The door to the digital Universe has been flung open! Mitaka, a free downloadable software program to visualize the Universe based on real astronomical data, now accommodates a variety of the languages found on planet Earth. With this upgrade, many people all over the globe can use a PC to navigate through the digital Universe in their native language.
The Four-Dimensional Digital Universe (4D2U) Project of the National Astronomical Observatory of Japan (NAOJ) was launched in 2001. This project aims to visualize the latest astronomical data obtained by observations and numerical simulations. The 4D2U project has developed various contents visualizing the Universe, including the software known as "Mitaka" and dozens of movie clips. These contents are regularly shown in the 4D2U Dome Theater in the NAOJ Headquarters. They are also very popular among schools and science museums in Japan and other countries. At the 3D theater of the 'Imiloa Astronomy Center in Hilo, Hawai'i, the 4D2U contents are on permanent display and have received a favorable reception from audiences. However, until now Mitaka has been available only in Japanese and English. There have been many requests from various countries for the multilingualization of Mitaka.
In the latest version of Mitaka, ver.1.3, the displayed language is defined by several external files. Users can modify the files to change the language to any one they would like, not only languages using the Latin alphabet, but also including other character sets defined in Unicode, such as Brahmic, Chinese, Cyrillic, and Hangeul. Right-to-left scripts such as Arabic, will be supported in future versions of Mitaka. "In the future, we will increase the number of language information files contained in the default version of Mitaka" said Tsunehiko Kato, the developer of Mitaka. "If a language is not contained in the default version, anyone can create his/her own language files. I really hope that Mitaka will be widely used around the world for educational purposes, live shows, exhibitions, and personal use in many languages."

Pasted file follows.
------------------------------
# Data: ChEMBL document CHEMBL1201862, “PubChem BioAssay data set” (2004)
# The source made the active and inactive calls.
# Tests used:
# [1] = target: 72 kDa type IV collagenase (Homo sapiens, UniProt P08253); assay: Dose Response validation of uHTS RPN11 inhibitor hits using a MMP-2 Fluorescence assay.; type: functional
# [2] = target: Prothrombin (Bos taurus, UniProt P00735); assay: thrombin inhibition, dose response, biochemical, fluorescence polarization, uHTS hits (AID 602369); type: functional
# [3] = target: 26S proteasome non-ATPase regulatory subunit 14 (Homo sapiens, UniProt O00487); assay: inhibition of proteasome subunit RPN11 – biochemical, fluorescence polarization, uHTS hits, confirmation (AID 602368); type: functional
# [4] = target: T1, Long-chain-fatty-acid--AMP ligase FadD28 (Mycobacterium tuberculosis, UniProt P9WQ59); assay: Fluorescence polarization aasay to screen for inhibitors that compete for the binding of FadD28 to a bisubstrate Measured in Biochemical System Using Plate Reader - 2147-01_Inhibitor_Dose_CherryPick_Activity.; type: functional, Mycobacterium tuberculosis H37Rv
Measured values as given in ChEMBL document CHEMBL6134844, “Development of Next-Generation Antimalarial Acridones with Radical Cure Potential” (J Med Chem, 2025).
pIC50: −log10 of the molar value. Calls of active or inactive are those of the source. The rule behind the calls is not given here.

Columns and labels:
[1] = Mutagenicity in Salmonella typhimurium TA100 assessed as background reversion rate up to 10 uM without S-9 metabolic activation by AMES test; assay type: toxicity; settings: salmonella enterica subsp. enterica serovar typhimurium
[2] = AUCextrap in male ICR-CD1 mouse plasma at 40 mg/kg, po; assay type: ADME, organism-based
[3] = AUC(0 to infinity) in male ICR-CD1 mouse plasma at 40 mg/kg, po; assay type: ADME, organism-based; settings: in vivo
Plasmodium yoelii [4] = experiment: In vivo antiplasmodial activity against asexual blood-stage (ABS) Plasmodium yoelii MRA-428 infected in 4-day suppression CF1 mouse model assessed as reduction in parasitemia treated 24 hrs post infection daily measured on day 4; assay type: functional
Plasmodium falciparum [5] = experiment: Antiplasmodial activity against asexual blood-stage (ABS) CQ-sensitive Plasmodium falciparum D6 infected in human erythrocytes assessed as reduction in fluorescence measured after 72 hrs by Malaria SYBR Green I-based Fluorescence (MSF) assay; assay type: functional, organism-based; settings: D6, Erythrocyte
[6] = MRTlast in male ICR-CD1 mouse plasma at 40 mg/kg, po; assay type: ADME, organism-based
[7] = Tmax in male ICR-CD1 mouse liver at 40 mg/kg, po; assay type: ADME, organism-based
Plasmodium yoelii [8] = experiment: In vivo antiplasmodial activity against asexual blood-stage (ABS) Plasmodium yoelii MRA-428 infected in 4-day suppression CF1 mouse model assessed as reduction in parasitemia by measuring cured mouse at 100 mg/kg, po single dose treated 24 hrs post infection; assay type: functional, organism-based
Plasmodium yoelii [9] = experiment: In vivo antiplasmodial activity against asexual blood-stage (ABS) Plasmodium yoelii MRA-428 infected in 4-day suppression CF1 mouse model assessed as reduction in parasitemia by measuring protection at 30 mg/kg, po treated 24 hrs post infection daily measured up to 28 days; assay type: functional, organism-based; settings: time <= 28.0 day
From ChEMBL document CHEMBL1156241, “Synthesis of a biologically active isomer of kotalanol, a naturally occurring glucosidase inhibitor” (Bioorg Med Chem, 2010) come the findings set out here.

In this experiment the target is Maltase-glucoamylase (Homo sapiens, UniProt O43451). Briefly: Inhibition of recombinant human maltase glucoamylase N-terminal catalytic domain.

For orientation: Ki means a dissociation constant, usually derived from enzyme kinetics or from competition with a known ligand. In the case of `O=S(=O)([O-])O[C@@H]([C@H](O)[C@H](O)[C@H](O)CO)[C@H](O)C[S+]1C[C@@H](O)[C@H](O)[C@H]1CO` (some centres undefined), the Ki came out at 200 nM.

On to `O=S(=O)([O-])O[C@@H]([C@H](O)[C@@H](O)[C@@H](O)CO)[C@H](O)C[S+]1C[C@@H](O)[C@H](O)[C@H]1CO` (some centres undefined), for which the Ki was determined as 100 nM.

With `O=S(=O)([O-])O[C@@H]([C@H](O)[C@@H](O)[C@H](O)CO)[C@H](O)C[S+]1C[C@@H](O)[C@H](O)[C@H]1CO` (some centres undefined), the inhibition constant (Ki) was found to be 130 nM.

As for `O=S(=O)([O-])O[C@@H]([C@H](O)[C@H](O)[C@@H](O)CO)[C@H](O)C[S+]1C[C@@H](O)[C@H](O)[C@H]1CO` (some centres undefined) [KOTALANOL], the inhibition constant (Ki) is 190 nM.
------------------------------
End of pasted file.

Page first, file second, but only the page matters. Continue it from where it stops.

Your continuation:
Various astronomy data are contained in Mitaka: orbits for 20 thousand asteroids; stellar positions based on the Hipparcos and Tycho Catalogues; and galaxies based on the Sloan Digital Sky Survey (SDSS). The structure of the Milky Way Galaxy and the gravitational lens effect of the supermassive black hole in the center of our Galaxy are constructed based on theoretical models. Mitaka also actively incorporates the latest data, such as the surface textures of Pluto and Charon obtained by NASA's New Horizons probe. With Mitaka, users can fly out from the Earth, traveling to the edge of the known Universe.
Mitaka and the movies developed by 4D2U are available free of charge on the project web site. Currently, only three movies are listed on the English page, but more than a dozen movies will be added in the near future. These movies are provided in several formats: flat screen or dome screen (fish-eye) versions, with 2D or 3D options.
"Mitaka" is the name of the city in western Tokyo where the NAOJ Headquarters is located. NAOJ Mitaka Campus houses several historical telescopes, including the 65-cm Refractor built in 1929. It is also home to modern instruments such as the TAMA300 gravitational wave detector, the Solar Flare Telescope, and the special purpose computer GRAPE.